N. Korean sale of plutonium feared

October 21, 2006|By Greg Miller | Greg Miller,Los Angeles Times

WASHINGTON -- U.S. intelligence officials and weapons proliferation experts say they are concerned that North Korea could add plutonium to the extensive inventory of weapons components and technologies from which it has sold to such nations as Syria, Pakistan and Libya.

Because of North Korea's track record as an eager exporter of arms, some experts are more worried about Pyongyang spreading nuclear technology to other rogue nations than about the possibility of it launching a nuclear attack.

"Iran having nuclear weapons is a threat," said David Albright, a former weapons inspector and current president of the Institute for Science and International Security in Washington.

"It's hard to articulate that North Korea having nuclear weapons is a threat to anybody, except by selling it."

That concern prompted a warning from President Bush on Wednesday that Pyongyang would face a "grave consequence" if caught trying to sell plutonium or nuclear weapons to rogue nations or terror groups.

Albright and other experts, as well as U.S. intelligence officials, said they had not seen evidence that North Korea was attempting to sell the nuclear technology it demonstrated in an underground explosion Oct. 9. Doing so, they said, would be an extreme and dangerous step even for one of the world's most defiant regimes.

But the combination of North Korea's newly demonstrated capability and its long history of selling arms has refocused attention on the worldwide nuclear proliferation threat.

"I don't think you'll find guys saying they've got devices ready to sell off the shelf," said a U.S. intelligence official, who spoke on condition of anonymity because of the classified nature of the subject. "I think the concern would be about components and raw material."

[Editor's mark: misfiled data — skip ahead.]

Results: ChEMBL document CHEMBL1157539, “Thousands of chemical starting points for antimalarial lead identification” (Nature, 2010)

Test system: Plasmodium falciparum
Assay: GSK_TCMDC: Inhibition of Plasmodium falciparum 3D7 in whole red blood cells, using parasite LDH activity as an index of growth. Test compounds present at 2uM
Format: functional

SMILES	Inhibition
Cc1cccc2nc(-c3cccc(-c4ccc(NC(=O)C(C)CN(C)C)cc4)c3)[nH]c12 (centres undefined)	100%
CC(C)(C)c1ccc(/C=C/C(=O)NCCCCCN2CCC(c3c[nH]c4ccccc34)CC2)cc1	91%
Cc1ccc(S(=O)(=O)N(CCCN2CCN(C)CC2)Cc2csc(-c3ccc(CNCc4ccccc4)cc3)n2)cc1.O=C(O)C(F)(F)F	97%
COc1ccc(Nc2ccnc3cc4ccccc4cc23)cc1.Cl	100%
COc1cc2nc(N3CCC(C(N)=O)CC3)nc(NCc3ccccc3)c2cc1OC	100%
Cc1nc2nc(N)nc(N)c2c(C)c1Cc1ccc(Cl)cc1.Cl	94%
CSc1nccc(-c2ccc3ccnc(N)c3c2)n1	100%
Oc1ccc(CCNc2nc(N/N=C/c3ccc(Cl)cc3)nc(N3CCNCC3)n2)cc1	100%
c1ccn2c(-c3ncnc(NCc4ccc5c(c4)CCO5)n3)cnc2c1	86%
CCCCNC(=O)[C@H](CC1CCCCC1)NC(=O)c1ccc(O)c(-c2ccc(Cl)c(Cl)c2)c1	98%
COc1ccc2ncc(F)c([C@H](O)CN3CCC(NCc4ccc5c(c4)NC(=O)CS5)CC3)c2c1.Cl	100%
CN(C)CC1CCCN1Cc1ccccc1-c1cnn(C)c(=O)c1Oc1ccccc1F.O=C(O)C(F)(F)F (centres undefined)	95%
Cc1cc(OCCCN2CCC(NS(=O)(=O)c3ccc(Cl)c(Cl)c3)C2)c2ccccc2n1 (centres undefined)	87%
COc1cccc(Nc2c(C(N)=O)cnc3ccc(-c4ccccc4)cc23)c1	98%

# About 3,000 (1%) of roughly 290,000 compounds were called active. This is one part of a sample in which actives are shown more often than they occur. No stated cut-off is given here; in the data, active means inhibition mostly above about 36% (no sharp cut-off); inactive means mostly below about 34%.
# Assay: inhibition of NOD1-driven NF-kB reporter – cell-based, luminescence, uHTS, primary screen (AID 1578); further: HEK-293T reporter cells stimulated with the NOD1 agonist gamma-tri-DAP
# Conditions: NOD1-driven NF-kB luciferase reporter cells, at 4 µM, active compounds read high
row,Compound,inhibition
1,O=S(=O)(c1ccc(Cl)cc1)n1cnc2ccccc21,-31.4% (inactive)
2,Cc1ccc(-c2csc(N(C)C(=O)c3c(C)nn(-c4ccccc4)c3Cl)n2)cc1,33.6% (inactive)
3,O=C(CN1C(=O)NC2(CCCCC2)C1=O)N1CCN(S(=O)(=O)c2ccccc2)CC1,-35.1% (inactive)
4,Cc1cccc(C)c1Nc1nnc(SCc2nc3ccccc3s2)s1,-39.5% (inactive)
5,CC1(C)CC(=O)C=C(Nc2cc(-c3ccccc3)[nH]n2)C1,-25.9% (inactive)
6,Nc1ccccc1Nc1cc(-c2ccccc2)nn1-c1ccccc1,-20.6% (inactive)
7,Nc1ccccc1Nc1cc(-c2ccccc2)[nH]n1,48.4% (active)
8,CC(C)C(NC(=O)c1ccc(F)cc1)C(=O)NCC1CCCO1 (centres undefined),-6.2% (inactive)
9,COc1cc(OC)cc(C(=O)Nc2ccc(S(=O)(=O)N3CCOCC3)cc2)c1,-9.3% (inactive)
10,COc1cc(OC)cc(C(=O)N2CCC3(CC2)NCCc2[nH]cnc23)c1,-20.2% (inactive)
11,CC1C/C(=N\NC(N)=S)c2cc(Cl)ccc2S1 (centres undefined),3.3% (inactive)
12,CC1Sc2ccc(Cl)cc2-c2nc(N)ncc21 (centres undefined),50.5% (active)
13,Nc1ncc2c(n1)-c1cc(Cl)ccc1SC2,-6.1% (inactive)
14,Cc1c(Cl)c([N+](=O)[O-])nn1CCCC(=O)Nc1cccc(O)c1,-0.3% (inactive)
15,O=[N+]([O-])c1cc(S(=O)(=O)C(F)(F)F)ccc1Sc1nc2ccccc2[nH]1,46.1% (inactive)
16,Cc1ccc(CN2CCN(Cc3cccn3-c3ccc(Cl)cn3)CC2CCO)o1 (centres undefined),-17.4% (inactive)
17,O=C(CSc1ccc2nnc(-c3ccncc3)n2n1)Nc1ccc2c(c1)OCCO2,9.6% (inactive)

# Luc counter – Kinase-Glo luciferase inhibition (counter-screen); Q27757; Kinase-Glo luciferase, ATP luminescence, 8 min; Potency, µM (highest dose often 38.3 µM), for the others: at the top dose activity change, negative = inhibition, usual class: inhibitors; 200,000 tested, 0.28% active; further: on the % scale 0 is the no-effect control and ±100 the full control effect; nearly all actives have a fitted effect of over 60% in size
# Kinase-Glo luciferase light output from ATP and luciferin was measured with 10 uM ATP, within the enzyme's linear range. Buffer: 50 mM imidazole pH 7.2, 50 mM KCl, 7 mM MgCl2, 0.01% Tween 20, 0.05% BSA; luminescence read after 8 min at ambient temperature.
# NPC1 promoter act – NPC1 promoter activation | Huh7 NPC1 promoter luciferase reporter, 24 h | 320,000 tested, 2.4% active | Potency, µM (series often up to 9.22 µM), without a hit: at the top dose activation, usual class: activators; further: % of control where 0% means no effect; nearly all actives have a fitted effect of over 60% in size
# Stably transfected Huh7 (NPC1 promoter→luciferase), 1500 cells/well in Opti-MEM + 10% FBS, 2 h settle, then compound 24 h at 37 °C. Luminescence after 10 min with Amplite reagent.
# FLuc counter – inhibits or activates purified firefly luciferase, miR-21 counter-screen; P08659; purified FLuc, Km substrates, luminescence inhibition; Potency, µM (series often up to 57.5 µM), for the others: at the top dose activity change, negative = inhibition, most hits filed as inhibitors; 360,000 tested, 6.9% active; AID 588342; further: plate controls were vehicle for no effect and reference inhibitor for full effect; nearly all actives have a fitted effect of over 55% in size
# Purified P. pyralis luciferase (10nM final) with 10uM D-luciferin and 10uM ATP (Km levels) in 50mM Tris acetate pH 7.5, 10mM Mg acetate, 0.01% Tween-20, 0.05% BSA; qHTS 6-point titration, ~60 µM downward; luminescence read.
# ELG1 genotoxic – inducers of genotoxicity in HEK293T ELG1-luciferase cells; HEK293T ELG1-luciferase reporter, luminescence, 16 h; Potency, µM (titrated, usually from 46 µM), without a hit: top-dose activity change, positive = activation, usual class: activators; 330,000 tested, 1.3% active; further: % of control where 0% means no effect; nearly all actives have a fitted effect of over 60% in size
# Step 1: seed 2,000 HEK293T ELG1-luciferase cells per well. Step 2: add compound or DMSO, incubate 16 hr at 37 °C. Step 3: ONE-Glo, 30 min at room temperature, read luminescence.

Tracking North Korea's weapons programs and shipments has been a major priority for U.S. intelligence agencies.

Last year, U.S. intelligence analysts concluded that samples of processed uranium surrendered by Libya had probably come from North Korea. Libya turned over the materials when it agreed in 2003 to abandon its illegal weapons programs.

Pyongyang has a more extensive and established record as an exporter of conventional missile components.

A study by the London-based International Institute for Strategic Studies showed that North Korea has sold "several hundred" mid-range ballistic missiles "as well as materials, equipment, components and production technology" to countries including Egypt, Iran, Libya, Pakistan, Syria and Yemen. Most of the missiles are variants of the Scud design that the Soviets first sold to North Korea in the late 1960s.

Over a two-decade period, sales of missiles and components have brought in revenues of several hundred million dollars, "a significant portion of North Korea's hard currency earnings," the report says.

North Korea is a poor country that relies on China for much of its food and the sale of weapons and contraband, including counterfeit U.S. currency, for much of its revenue.

North Korea is believed to have provided missiles to Iran in exchange for oil. Of greater concern has been an apparent arrangement with Pakistan begun in 1997, in which North Korea provided missile components and technology in return for expertise on developing a uranium-enrichment program - a means of producing weapons-grade material that is more difficult to detect than the reprocessing of plutonium.

Numerous North Korean weapons shipments have been intercepted. In 1996, Swiss authorities stopped a shipment of Scud missile components headed to Egypt, prompting Cairo to promise to curtail its purchases from North Korea.

Given its record, North Korea's test of a nuclear weapon has triggered alarms that the country might next seek to export that capability as well.

Greg Miller writes for the Los Angeles Times.

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